Attorney General Morrisey Leads Bipartisan Coalition To Protect State Lotteries

Updated 16 weeks ago From a News Release by WV Attorney General Patrick Morrisey
CHARLESTON — West Virginia Attorney General Patrick Morrisey led a group of 25 attorneys general in expressing concern over a sweeping legal opinion that may negatively impact state-run and multi-state lotteries, including Mega Millions and Powerball.

The letter, sent late Thursday to U.S. Attorney General William Barr and Deputy Attorney General Rod Rosenstein, argues the federal government’s new legal opinion could reach beyond the realms of sports gambling and into areas traditionally controlled by the states, potentially jeopardizing in-state lotteries.
“The loss of these programs would have devastating consequences for our States,” Attorney General Morrisey led the coalition in writing. “State-run and multi-state lotteries are a consistent source of state revenue, representing many billions of dollars in annual funding used to fund vital state services such as schools and other educational initiatives, services for senior citizens, and infrastructure projects.”
The bipartisan letter contends the new opinion could call into question interstate transmissions related to all bets or wagers, even where fully authorized under relevant state law. That reality, combined with the increasingly interstate nature of internet and cellular transmissions, may mean conduct that was long understood to be legal, now invites exposure to severe criminal penalties.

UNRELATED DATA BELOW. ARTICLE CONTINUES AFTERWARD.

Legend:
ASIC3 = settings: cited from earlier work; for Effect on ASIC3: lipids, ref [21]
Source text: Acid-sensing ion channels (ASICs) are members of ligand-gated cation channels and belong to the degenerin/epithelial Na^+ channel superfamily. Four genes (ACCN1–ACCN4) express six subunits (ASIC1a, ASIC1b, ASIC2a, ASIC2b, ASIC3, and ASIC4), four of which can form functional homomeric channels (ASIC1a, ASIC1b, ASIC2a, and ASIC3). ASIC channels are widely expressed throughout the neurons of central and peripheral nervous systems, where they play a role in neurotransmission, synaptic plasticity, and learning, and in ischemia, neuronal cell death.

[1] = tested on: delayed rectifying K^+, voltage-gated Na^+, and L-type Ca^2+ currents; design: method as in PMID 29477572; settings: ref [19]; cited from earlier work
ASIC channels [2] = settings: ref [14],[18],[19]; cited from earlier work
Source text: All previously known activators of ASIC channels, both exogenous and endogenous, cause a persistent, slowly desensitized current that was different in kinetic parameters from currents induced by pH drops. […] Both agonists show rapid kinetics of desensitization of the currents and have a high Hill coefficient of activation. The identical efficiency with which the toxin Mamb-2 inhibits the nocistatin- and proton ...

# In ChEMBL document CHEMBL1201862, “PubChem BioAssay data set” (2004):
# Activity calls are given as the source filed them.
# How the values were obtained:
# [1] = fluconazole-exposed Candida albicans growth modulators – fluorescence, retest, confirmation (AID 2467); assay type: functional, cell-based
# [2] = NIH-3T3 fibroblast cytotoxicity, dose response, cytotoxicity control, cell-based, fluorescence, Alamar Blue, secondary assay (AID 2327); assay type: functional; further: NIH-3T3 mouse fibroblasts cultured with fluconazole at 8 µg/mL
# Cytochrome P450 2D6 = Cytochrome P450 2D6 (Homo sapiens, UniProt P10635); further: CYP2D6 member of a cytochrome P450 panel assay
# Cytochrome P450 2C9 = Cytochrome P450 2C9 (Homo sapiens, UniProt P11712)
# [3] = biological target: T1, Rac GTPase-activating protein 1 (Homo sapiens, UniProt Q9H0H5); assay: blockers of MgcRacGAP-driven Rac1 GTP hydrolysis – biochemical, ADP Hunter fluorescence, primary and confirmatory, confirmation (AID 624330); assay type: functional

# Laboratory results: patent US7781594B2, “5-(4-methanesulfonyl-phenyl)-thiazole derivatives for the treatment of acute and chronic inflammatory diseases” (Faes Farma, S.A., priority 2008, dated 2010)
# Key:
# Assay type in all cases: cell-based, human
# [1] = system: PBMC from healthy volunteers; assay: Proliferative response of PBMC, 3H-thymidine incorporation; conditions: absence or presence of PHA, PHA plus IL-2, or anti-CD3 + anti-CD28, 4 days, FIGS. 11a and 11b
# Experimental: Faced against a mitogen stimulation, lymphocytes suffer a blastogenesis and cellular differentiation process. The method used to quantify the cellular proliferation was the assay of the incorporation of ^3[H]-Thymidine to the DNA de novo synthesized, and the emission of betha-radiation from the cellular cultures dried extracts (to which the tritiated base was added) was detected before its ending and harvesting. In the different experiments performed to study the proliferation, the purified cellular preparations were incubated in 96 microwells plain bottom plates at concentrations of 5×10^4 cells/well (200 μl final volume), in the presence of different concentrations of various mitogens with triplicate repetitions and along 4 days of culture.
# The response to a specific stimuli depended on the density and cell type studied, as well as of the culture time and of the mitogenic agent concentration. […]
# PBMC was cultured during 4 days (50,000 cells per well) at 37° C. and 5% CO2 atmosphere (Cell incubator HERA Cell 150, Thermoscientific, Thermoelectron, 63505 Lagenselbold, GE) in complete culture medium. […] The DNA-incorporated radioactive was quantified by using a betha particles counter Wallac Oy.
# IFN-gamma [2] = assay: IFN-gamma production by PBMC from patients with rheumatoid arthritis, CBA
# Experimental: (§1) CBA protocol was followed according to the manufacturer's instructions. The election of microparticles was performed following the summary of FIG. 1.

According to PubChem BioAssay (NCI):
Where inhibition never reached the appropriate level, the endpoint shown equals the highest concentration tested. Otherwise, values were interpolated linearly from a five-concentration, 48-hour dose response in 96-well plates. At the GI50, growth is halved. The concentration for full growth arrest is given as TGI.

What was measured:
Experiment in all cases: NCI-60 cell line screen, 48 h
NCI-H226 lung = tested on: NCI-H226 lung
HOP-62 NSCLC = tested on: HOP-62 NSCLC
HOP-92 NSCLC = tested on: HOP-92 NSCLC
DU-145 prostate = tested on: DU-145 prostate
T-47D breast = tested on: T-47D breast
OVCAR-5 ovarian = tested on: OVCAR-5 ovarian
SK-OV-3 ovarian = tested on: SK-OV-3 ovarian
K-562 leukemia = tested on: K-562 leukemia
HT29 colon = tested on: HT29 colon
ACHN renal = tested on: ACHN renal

The new interpretation reversed the U.S. Department of Justice’s prior, 2011 legal opinion, which prohibited only interstate transmission of information regarding sporting events or contests.
The coalition’s letter seeks a meeting with Attorney General Barr and Deputy Attorney General Rosenstein. It also asks for an extension of Rosenstein’s initial 90-day compliance window for an additional 90 days, until or beyond Aug. 13.
An extension would provide time for states to meet with the Justice Department and their vendors to enhance each state’s ability to safeguard state services and its citizens.
The West Virginia-led letter received support from attorneys general in Alaska, Arizona, Arkansas, Colorado, Connecticut, Delaware, District of Columbia, Idaho, Illinois, Indiana, Iowa, Kentucky, Louisiana, Michigan, Mississippi, New Mexico, North Carolina, North Dakota, Oklahoma, Pennsylvania, South Dakota, Tennessee, Texas and Virginia.
Read a copy of the letter at
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